Some time ago I promised I’d post a review of Under the Sun once I’d finished it – it’s been one of my lunchtime books this year – a book to read a few pages of over lunch – the idea being to draw me away from the screen and curb my bad habit of doing stuff at lunchtime.
I’d been fired up to start reading this book by my rereading of his In Patagonia, which can best be described as ‘magic realism meets travel writing’.
It’s a book I’ve always had an affection for, and some of his more exotic nomad inspired pieces of journalism. Whil I’ve read most of his other books, I must admit none of them ever grabbed me the same way as In Patagonia with its description of a vanished almost fantastical world.
I thought, if I read under the Sun I’d get more of an insight into the thought processes and the journey that went into in In Patagonia. In that I was disappointed.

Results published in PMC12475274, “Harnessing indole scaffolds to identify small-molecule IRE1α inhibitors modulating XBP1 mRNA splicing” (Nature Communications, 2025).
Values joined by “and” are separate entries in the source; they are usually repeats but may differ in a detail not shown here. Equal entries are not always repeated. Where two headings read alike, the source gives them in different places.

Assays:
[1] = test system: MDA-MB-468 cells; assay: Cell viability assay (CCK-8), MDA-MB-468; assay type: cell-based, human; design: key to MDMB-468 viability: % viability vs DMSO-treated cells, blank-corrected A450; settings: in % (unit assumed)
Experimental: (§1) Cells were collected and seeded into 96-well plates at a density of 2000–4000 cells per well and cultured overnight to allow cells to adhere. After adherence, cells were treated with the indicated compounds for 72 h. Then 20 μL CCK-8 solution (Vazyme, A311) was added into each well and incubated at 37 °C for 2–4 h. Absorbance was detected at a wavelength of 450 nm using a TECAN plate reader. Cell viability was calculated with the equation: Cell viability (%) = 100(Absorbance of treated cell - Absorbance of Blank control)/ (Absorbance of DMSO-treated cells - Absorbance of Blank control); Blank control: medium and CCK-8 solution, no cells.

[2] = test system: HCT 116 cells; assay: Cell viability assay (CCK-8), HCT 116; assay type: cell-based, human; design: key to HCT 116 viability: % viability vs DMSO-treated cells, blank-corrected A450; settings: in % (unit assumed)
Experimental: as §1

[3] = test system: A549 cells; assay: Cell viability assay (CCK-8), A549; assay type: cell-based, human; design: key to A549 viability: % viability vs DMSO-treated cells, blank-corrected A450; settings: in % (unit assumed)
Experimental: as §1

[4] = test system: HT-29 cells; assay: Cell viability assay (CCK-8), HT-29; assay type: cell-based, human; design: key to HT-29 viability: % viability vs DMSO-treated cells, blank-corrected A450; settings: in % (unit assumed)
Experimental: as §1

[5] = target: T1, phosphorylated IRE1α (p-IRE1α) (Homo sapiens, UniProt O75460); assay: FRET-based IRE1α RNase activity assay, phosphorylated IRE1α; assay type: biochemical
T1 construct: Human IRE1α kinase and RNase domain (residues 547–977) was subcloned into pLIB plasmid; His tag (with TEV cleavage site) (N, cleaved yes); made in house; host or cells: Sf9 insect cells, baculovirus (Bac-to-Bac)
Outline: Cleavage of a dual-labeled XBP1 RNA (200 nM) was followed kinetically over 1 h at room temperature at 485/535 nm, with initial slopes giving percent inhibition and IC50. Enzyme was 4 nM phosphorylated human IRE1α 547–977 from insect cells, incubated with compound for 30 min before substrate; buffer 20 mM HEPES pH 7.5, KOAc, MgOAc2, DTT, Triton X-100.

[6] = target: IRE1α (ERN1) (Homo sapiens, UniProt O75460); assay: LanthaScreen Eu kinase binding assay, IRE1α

Instead I got a portrait of Chatwin – not necessarily a nice person, but clearly someone who was immensely likeable, an easy conversationalist, and someon bursting with ideas and enthusiasms. Someone you’d enjoy talking to over dinner, but possibly only once.
The other thing that emerges is his priviliged gilded lifestyle, Chatwin having clearly mastered the art of living grandly on little money – something that I must admit makes me a little envious, the idea of being able to borrow an old fort in India to write in certainly has class.
And that’s the pciture of Chatwin that emerges – he clearly had class, style and wit, and on the whole engaged and entertained his friends.
Of course it’s a selection of his correspondence, and for all I know letters that reflect badly on him have been suppressed. That doesn’t really matter, the picture that emerges is consistent enough of someone capable of immense charm, though perhaps ever so slightly disreputable – but then that’s perhaps to be expected of someone who began as an art dealer …
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